Chapter # 3 Paragraph # 1 Study # 3
3 And he came into all the country about Jordan, preaching the baptism of repentance for the remission of sins;
1901 ASV Translation:
3 And he came into all the region round about the Jordan, preaching the baptism of repentance unto remission of sins;
November 20, 2005
- I. John's Message of "Forgiveness".
- A. His "methodology" was "repentance".
- 1. This raises the question of the true meaning of "repentance".
- a. The word itself seems to have been coined to signal a kind of mental transformation.
- b. John's insistence that there be "works" that were suitable to "repentance" has to mean that whatever repentance is, it affects the choices and actions of men.
- 1) This issue of actually affecting man's behavior has to mean that repentance has not occurred when the behavior does not change.
- 2) The relatively easy "I'm sorry" approach that many take is not repentance if it is not a "godly sorrow" that leads to an actual change of behavior.
- 3) The unfortunate choice of many to focus upon the behavior rather than the underlying producer of it is also indicative of the absence of repentance.
- a) This is the automatic response of men who do not wish to deal with the issues of alienation from God.
- b) The real issue here is the attempt by sinful men to prove they are not as sinful as they are. There is no escape from the divine methodology of the imposition of Law until there is no doubt about the reality of Sin's total dominion. Then there is the opening of the narrow gate of Grace. Bunyan's story of "Christian" struggling with the heavy burden of the terrible fear of Topeth seems to be an indictment of this generation where there is no fear of God or Hell and "salvation" is preached as though it is a minor adjustment problem that basically "fixes" the final destination issue.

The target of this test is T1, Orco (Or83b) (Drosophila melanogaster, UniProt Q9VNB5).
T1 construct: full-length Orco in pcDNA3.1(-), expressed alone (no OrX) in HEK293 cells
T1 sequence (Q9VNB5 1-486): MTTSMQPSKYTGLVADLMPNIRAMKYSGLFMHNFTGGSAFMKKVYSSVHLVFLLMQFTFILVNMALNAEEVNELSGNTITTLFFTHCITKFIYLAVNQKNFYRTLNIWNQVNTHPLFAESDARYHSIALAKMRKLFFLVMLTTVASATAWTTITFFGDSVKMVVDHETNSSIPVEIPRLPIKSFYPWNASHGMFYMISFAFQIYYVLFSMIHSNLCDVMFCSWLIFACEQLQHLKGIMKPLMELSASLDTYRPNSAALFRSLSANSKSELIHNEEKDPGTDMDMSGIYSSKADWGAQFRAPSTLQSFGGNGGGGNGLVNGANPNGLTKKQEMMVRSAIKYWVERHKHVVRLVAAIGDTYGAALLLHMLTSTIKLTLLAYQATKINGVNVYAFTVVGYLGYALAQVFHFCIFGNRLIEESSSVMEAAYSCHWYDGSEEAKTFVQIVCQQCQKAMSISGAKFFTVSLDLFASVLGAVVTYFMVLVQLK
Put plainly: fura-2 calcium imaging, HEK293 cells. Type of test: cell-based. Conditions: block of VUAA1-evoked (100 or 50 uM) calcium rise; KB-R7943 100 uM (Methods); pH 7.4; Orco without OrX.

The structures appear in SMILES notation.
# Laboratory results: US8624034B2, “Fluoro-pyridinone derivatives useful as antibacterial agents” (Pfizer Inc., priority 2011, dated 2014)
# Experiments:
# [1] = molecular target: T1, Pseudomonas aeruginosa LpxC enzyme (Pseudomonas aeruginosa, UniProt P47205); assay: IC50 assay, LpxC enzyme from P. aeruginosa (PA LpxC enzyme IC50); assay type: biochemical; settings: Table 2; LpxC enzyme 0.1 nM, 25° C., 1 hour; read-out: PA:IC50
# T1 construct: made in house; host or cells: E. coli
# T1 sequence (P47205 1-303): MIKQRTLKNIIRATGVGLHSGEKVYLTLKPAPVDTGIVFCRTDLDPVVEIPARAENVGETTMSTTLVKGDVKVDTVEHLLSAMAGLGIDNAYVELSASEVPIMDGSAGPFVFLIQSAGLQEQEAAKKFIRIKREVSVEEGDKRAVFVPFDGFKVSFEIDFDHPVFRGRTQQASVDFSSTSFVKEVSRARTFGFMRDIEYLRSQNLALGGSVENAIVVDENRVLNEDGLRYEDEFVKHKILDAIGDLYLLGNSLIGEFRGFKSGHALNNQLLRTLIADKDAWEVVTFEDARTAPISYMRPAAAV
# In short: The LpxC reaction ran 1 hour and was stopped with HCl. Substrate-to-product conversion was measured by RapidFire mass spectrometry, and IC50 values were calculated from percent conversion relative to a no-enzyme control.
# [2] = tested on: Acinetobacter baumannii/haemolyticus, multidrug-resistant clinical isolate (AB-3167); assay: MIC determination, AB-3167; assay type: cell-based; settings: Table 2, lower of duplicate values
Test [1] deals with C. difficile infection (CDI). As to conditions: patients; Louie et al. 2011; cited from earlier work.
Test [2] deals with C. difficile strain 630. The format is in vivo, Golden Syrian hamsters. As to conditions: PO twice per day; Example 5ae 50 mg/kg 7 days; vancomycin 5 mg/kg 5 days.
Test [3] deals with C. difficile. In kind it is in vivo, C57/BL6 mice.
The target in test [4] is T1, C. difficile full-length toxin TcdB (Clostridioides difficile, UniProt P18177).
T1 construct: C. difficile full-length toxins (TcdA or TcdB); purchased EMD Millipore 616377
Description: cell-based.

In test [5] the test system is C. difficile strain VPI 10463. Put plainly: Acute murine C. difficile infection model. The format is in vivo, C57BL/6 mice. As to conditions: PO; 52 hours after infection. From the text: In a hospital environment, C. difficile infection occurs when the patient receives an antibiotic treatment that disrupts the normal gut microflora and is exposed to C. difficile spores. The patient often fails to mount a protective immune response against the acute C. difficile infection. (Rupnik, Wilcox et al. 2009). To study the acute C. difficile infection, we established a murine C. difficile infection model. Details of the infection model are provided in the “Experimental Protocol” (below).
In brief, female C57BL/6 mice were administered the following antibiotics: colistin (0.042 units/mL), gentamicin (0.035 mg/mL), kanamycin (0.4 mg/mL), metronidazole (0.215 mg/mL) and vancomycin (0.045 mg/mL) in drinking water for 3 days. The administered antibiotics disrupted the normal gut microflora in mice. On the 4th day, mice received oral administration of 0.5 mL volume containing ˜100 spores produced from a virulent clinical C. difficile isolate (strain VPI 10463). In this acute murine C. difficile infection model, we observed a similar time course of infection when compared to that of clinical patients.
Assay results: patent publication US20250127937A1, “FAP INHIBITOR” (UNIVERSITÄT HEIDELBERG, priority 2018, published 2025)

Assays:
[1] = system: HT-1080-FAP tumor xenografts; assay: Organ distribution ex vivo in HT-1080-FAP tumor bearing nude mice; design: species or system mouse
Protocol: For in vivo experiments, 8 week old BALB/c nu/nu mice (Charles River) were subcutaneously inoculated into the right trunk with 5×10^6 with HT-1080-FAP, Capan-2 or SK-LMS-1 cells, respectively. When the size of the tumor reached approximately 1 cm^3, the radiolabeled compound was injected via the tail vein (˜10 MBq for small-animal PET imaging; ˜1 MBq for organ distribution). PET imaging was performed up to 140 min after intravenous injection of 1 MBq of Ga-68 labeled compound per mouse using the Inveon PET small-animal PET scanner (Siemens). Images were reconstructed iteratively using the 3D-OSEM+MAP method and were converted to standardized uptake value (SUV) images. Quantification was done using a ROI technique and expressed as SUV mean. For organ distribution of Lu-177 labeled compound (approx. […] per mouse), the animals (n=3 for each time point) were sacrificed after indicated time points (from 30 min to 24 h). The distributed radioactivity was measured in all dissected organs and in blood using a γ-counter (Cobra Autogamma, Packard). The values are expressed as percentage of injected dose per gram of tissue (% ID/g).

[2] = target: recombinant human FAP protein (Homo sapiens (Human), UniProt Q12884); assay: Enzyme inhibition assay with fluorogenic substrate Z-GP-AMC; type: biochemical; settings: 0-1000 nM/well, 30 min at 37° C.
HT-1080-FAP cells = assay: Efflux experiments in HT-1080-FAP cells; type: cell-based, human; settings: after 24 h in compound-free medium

- c. Paul wrote of a "godly sorrow" that leads to repentance; and of the "goodness" of God that leads one to repentance.
- d. John's identity as the fulfillment of Isaiah's "voice in the wilderness" indicates that repentance has to do with the deeper issues of the attitude one takes toward God.
- 1) According to Hebrews 6:1, "repentance" is toward "works" while "faith" is toward God;
- 2) According to 2 Timothy 2:25 "repentance" leads to a genuine understanding of the truth;
- 3) According to Acts 20:21, "repentance" is toward "God" and "faith" is toward Jesus;
- 4) According to Acts 19:4, "repentance" had to do with being "prepared" to believe in Jesus;
- 5) According to Acts 11:18, the "Church" recognized that the preaching of the faith to the Gentiles signaled God's grant of "repentance" that is "unto life";
- 6) And Luke 24:47 says that the message for the nations is one of "repentance and the remission of sins").
- e. [Note: the admonition to "forgive" a brother multiple times in one day (Luke 17:4) does not mean "for the same offense", otherwise repentance is not repentance. It means that we are so messed up in so many of the areas of our lives that it might be that we will do seven different kinds of offensive things in one day to the same person and need to "repent" of each of them. Also, there is a difference between the 'manifestation' of a deeper character flaw and the 'reality' of that flaw -- if one only repents of the 'manifestation', the driving issue remains untouched and, thus, remains as a 'driver' for other 'manifestations'.]
- 2. This also raises the question of whether man can meet this requirement.
- a. The message of the Scriptures is that man does not have the capacity to change himself at the level of the heart. The "grant" of repentance referred to in both Acts 11:18 and 2 Timothy 2:25 is an indication of the recognition of man's fundamental incapacity. But, that same "grant" also means that something "real" has occurred. To reduce the divine "grant" to something less than a transformation of the mind is to deny the grace of God.
- b. Man's biggest problem with "repentance" is actually coming to the point where he determines that his behavior is sinful and that God will grant him grace to cease it. If I refuse to acknowledge it as "sin", my attitude has not changed; if I do not depend upon God in regard to it, my behavior can not change.
- B. His "promise" concerned the impact of "sins".
- 1. This raises the question of the true meaning of "forgiveness".